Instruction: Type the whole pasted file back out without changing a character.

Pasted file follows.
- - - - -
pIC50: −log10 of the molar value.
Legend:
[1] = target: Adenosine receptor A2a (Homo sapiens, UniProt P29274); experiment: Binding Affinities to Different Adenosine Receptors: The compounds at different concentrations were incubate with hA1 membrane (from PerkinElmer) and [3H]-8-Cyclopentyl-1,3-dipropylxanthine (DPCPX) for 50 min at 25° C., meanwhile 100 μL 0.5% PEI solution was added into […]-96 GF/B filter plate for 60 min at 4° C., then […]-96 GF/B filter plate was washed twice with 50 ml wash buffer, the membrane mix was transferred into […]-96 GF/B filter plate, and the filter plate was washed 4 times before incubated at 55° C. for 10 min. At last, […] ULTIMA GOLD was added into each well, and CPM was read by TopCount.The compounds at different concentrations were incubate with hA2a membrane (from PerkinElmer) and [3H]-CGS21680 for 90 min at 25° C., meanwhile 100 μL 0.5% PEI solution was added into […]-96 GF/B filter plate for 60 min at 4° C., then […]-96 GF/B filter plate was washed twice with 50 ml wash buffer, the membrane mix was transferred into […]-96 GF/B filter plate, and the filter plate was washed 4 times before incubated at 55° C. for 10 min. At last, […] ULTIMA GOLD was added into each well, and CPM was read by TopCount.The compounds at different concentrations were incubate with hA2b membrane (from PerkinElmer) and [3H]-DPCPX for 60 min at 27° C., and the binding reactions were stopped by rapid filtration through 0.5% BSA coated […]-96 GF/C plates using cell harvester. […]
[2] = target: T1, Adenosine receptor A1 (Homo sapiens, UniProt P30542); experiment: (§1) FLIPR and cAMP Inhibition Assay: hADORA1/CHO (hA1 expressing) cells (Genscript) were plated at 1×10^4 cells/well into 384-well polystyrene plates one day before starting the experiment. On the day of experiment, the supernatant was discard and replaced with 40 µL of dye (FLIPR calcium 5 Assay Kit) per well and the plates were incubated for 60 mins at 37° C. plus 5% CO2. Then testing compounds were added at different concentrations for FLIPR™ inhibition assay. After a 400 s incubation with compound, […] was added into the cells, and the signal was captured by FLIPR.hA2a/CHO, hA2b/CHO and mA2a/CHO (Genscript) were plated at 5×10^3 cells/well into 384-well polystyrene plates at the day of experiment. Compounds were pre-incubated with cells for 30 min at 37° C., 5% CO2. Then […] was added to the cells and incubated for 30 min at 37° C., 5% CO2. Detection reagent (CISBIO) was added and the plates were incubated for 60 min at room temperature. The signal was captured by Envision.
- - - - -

pIC50: −log10 of the molar value.
Legend:
[1] = target: Adenosine receptor A2a (Homo sapiens, UniProt P29274); experiment: Binding Affinities to Different Adenosine Receptors: The compounds at different concentrations were incubate with hA1 membrane (from PerkinElmer) and [3H]-8-Cyclopentyl-1,3-dipropylxanthine (DPCPX) for 50 min at 25° C., meanwhile 100 μL 0.5% PEI solution was added into […]-96 GF/B filter plate for 60 min at 4° C., then […]-96 GF/B filter plate was washed twice with 50 ml wash buffer, the membrane mix was transferred into […]-96 GF/B filter plate, and the filter plate was washed 4 times before incubated at 55° C. for 10 min. At last, […] ULTIMA GOLD was added into each well, and CPM was read by TopCount.The compounds at different concentrations were incubate with hA2a membrane (from PerkinElmer) and [3H]-CGS21680 for 90 min at 25° C., meanwhile 100 μL 0.5% PEI solution was added into […]-96 GF/B filter plate for 60 min at 4° C., then […]-96 GF/B filter plate was washed twice with 50 ml wash buffer, the membrane mix was transferred into […]-96 GF/B filter plate, and the filter plate was washed 4 times before incubated at 55° C. for 10 min. At last, […] ULTIMA GOLD was added into each well, and CPM was read by TopCount.The compounds at different concentrations were incubate with hA2b membrane (from PerkinElmer) and [3H]-DPCPX for 60 min at 27° C., and the binding reactions were stopped by rapid filtration through 0.5% BSA coated […]-96 GF/C plates using cell harvester. […]
[2] = target: T1, Adenosine receptor A1 (Homo sapiens, UniProt P30542); experiment: (§1) FLIPR and cAMP Inhibition Assay: hADORA1/CHO (hA1 expressing) cells (Genscript) were plated at 1×10^4 cells/well into 384-well polystyrene plates one day before starting the experiment. On the day of experiment, the supernatant was discard and replaced with 40 µL of dye (FLIPR calcium 5 Assay Kit) per well and the plates were incubated for 60 mins at 37° C. plus 5% CO2. Then testing compounds were added at different concentrations for FLIPR™ inhibition assay. After a 400 s incubation with compound, […] was added into the cells, and the signal was captured by FLIPR.hA2a/CHO, hA2b/CHO and mA2a/CHO (Genscript) were plated at 5×10^3 cells/well into 384-well polystyrene plates at the day of experiment. Compounds were pre-incubated with cells for 30 min at 37° C., 5% CO2. Then […] was added to the cells and incubated for 30 min at 37° C., 5% CO2. Detection reagent (CISBIO) was added and the plates were incubated for 60 min at room temperature. The signal was captured by Envision.